Why, justice of course! Specifically, SOCIAL JUSTICE.
Under the rubric of Feminist Pattern Social Justice I not only may act in totalitarian matter, crushing the freedoms of others and significantly impairing their happiness, I MUST DO SO.
(SOCIAL) JUSTICE DEMANDS IT.
Yet it seems evident that by controlling the choices of others in a directly totalitarian manner in order to force actual living individuals to conform to an abstract pattern is extremely unjust. It is, in fact, evil. Obviously evil. It would deny what some have described as self-evident truths that all persons have unalienable rights to liberty and the pursuit of happiness. Following the ideal of Feminist Pattern Social Justice morally requires that I disregard the rights of others to liberty and the pursuit of happiness.
Nozick regards this as reductio refutation of pattern theories of distributive justice. The argument in simplest form would be:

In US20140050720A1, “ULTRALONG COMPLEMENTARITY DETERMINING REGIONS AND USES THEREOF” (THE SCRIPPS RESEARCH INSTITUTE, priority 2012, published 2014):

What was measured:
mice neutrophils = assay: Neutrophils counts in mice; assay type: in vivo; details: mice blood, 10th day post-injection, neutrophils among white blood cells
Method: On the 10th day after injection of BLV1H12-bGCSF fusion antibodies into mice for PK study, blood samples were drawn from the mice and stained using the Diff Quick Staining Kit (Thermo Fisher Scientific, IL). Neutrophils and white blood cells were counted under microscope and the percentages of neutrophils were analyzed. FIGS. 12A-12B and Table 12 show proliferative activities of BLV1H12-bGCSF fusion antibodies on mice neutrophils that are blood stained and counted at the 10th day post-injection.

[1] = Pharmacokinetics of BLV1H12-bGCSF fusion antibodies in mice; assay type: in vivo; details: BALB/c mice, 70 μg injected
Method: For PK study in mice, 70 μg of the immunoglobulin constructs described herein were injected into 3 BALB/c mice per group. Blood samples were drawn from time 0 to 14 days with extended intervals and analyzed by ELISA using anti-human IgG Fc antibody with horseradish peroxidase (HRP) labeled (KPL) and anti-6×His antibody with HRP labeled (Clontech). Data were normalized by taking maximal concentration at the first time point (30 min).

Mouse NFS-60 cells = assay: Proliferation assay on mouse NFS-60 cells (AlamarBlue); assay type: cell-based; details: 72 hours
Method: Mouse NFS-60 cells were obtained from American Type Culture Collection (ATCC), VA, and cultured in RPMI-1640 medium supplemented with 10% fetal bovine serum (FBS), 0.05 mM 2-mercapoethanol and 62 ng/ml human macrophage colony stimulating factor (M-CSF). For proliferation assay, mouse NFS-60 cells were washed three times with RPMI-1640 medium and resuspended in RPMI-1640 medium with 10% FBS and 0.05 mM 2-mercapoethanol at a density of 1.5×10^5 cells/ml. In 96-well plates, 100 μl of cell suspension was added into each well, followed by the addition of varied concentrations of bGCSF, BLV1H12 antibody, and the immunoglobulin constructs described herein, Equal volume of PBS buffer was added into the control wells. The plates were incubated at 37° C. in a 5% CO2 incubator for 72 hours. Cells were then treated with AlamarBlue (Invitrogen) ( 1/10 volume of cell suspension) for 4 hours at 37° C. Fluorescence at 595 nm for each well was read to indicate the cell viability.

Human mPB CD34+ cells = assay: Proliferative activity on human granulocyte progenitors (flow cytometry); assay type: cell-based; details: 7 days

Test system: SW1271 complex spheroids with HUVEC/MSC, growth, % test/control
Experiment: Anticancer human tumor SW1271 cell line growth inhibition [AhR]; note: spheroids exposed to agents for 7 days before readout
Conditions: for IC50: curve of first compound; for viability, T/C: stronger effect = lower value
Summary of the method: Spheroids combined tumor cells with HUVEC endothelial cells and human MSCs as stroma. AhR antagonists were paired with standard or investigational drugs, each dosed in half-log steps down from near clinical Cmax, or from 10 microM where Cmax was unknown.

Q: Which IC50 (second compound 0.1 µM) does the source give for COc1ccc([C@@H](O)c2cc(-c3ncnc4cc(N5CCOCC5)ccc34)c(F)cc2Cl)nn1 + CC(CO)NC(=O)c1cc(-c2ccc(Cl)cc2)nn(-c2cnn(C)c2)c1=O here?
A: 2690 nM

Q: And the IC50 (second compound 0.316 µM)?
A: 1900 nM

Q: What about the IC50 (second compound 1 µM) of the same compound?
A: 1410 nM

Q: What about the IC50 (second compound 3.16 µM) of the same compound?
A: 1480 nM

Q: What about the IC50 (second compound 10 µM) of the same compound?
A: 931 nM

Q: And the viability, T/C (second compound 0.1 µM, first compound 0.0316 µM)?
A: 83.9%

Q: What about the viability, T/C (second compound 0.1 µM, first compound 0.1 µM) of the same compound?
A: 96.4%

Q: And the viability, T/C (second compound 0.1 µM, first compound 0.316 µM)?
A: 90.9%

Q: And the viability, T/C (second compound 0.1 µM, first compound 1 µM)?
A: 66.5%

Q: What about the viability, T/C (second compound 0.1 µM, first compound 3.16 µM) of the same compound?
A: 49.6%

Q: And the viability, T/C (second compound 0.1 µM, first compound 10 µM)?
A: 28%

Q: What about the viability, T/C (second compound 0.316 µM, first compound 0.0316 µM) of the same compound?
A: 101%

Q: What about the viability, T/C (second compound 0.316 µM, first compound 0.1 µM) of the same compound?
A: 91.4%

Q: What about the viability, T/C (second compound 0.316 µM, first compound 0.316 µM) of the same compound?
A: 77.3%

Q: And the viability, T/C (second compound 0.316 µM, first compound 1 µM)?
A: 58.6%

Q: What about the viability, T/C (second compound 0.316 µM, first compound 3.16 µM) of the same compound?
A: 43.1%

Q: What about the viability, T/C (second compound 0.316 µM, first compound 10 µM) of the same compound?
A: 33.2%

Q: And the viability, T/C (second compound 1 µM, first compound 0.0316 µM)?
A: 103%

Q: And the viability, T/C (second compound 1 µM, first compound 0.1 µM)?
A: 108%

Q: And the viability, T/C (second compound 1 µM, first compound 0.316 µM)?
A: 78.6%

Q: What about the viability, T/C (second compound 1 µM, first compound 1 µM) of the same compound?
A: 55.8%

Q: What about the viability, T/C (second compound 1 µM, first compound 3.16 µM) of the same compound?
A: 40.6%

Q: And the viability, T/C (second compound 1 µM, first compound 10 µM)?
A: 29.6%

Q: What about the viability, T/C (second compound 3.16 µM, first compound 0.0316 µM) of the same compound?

- Pattern theories of distributive justice entail an unjust from of authoritarian control to force people to fit the pattern and the eradication of whatever freedoms that would disrupt the pattern, including rightful freedoms.
- No theory of distributive justice can be correct or just if it entails unjust authoritarian control over people and the eradication of some or all of people’s rightful freedoms.
- Therefore, no pattern theory of distributive justice can be correct or just.
This seems basically sound to me, and a fairly obvious point. If justice requires distribution according to an abstract pattern, then a great deal of coercive force will be needed to implement the pattern (I’m thinking of Stalin and Mao and Pol Pot as real world examples) and an extreme and perhaps total curtailment of liberty will be necessary in order to prevent persons from using their liberty to make choices that disrupt the pattern.
And so I return to one of my perennial themes: ‘social justice’ is ethically wrong, because it violates justice, justice in its ordinary sense, without need of a qualifying adjective.
Therefore, I will continue to fight against social justice and SJWs in word and deed, wherever and however I can.